The recent news reports about Christian persecution coming out of Nigeria are horrifying.
On December 26, extremists who identified themselves as part of ISIS/ISIL murdered 11 Christians in Nigeria.
A few weeks into the new year, on January 19, the Islamic State of West Africa released a video of a child — who looked to be around 10 years old — executing a Christian man in Borno, Nigeria.
A few days later, on January 22, a Nigerian pastor, Rev. Lawan Andimi, was beheaded by Boko Haram’s militants. The murder of Rev. Andimi triggered protests in 28 of Nigeria’s 36 states, drawing an estimated 5 million people to denounce violence against Christians.
While the world has been consumed by news about Iran, China, and conflicts in other regions, militant and extremist groups in Nigeria have waged a campaign of death and devastation against Christians.
More than 7,000 Nigerian Christians have been killed for their faith in the past five years alone, according to persecution monitoring groups such as Open Doors and UK-based Humanitarian Aid Relief Trust. Many of these bloody attacks have been instigated by Boko Haram and ISIS-affiliated militants, groups that have tragically become household names.
But there is another extremist group operating in Nigeria that is just as deadly — and many people probably have never heard about them.
Fulani extremists in the central region of the nation assault, torture, and kill hundreds of Christians every year. Most recently, on January 26 and 27, the Fulani attacked two villages, setting a church building ablaze and killing at least 26 people in the process.
Not long ago, a team from World Help had the opportunity to travel to Nigeria and meet with a prominent Christian leader to discuss the situation. “Our people are being killed,” he said. “They are being hacked to death. Entire communities, hundreds, have been sacked — destroyed and taken over by Fulani herdsmen.”
According to World Watch Monitor, the Fulani are the “world’s largest nomadic group,” and they believe they have the right to take any piece of land in Nigeria and use it to graze their cattle.
“It is a concept in Islam called ‘sacred space,’” said one Nigerian pastor. “According to this concept, all land has been given by Allah to the Muslims, and the Muslims have a right to claim any piece of land. And most of the areas that the Fulani are attacking are Christian communities, so it is very easy to see that what is happening is ethnic cleansing to advance the cause of jihad.”
Although Fulani extremists are not part of an organized terror group like Boko Haram or ISIS/ISIL, their crimes are no less reprehensible. The fact remains: Christians are being persecuted and killed. Men, women, and children are being slaughtered, and their deaths are being largely ignored.
A report by Open Doors indicates that 99 percent of the Christian persecution that happens in Nigeria is of a violent nature.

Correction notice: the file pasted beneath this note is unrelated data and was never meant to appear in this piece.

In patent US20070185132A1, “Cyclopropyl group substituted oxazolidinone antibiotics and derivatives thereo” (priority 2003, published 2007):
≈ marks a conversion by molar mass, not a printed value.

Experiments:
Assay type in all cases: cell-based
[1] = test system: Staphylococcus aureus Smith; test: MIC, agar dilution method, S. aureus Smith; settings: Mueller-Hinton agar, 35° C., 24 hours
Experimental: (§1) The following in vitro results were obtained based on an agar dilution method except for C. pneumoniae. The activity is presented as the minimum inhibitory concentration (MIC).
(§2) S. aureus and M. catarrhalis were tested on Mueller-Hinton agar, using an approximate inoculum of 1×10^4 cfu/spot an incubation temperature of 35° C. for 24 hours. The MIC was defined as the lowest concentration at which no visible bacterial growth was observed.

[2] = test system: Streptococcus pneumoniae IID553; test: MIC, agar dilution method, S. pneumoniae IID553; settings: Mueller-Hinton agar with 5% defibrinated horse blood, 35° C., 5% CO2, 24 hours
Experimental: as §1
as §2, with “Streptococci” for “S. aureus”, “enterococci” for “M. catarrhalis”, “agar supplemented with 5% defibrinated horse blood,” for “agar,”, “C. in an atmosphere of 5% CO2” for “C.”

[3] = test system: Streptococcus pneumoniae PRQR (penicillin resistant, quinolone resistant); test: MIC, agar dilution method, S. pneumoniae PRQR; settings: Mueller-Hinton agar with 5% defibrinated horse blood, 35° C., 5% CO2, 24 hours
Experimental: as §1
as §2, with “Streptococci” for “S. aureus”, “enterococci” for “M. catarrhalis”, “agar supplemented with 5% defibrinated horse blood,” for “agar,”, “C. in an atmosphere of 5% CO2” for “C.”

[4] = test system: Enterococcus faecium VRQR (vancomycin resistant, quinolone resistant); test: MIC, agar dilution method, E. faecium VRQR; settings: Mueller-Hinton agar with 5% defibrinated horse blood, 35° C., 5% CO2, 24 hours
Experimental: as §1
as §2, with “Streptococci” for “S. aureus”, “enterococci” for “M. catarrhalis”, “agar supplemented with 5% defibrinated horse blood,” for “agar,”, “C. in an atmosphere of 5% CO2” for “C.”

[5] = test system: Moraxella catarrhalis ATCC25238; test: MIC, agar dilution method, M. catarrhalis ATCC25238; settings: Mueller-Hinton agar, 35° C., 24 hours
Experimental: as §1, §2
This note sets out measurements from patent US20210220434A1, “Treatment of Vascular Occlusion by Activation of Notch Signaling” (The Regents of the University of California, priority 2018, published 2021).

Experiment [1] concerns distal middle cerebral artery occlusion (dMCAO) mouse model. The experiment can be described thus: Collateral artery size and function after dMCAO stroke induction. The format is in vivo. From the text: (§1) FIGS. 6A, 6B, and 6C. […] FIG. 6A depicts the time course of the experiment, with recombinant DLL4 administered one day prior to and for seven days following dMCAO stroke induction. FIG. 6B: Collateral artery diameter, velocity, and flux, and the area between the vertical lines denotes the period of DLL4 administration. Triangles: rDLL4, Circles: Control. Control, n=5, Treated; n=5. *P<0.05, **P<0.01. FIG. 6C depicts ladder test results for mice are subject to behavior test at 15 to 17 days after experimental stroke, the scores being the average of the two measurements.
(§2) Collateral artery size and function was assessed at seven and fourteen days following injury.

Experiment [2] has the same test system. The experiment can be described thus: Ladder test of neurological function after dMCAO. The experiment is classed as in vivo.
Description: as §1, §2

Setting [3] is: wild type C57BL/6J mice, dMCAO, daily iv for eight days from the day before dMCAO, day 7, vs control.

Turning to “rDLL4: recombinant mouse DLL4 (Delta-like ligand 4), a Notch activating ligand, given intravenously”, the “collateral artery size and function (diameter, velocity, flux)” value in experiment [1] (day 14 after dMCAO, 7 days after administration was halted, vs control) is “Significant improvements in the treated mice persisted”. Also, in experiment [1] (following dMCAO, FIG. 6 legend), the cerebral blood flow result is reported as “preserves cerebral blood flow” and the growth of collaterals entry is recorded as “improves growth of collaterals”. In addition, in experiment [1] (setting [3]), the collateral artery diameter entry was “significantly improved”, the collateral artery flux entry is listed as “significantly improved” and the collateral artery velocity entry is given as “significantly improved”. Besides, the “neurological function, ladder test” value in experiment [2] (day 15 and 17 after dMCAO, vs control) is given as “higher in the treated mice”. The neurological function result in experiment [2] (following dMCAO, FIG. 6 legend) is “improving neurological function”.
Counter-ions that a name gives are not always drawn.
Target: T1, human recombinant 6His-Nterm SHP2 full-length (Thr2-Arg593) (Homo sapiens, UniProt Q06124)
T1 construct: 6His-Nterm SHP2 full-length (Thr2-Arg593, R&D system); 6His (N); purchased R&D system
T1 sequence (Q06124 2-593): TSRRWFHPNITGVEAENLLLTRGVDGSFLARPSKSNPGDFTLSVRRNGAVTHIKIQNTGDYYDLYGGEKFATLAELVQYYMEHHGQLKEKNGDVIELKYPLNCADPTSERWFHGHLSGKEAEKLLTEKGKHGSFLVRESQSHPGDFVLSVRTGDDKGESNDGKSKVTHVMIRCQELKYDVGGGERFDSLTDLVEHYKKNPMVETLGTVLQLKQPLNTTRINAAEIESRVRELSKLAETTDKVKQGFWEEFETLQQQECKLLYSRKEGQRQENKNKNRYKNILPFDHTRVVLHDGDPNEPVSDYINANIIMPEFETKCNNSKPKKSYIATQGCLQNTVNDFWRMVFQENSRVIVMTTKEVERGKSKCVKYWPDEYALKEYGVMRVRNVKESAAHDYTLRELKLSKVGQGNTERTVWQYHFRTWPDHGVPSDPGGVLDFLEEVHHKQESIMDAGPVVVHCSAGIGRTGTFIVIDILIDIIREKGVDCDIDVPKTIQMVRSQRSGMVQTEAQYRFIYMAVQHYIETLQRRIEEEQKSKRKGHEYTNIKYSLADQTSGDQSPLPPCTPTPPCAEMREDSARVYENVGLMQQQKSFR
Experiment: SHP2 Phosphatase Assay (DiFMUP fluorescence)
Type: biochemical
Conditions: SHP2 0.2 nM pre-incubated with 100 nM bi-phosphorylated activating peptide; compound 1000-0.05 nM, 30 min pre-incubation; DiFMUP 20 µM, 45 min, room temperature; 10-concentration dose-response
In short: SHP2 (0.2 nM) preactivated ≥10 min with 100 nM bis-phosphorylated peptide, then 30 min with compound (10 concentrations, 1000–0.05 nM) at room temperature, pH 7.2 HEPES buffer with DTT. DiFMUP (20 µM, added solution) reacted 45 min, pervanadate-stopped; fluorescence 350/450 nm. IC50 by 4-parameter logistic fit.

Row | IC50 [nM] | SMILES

While our team was in Nigeria, we saw the effects of this violence firsthand. Refugee camps were packed with people who had been widowed and orphaned by Fulani militants. One little boy, whom I’ll call Oba, told us how the Fulani had surrounded his family’s house and shot his father right in front of his eyes.
Next, the terrorists kicked in the door, shot two of Oba’s brothers, then turned their machetes on Oba and his little sister. They still bear long, raised scars on their faces and heads — permanent reminders of that horrible night.
Fulani attacks like this are all too common. Huts are burned down with people trapped inside. Roadblocks and false police checkpoints are set up to ambush minibuses and vehicles. In fact, the violence has gotten so intense, that some human rights observers have begun to question whether the Fulani’s persecution of Christian farmers constitutes genocide.
Clearly, this is an issue the world needs to be paying closer attention to. Christians in Nigeria are in desperate need of our help.
We need to pray for them … and speak up for them.
We also can respond to their immediate needs by partnering with humanitarian organizations that send aid to persecuted Christians. Our organization provides Bibles, food, and other essentials to Nigerians who have been displaced from their homes and are living in refugee camps. And there are many others working to help the victims of this targeted persecution, too.
Whatever we do, let’s not forget Christians in Nigeria and their suffering. We cannot allow their plight to go unnoticed.
A version of this column was first published in The Hill. Read it here.
Vernon Brewer is the founder of World Help, a Christian humanitarian organization committed to serving the physical and spiritual needs of people in impoverished communities around the world. Follow him @vernonbrewer.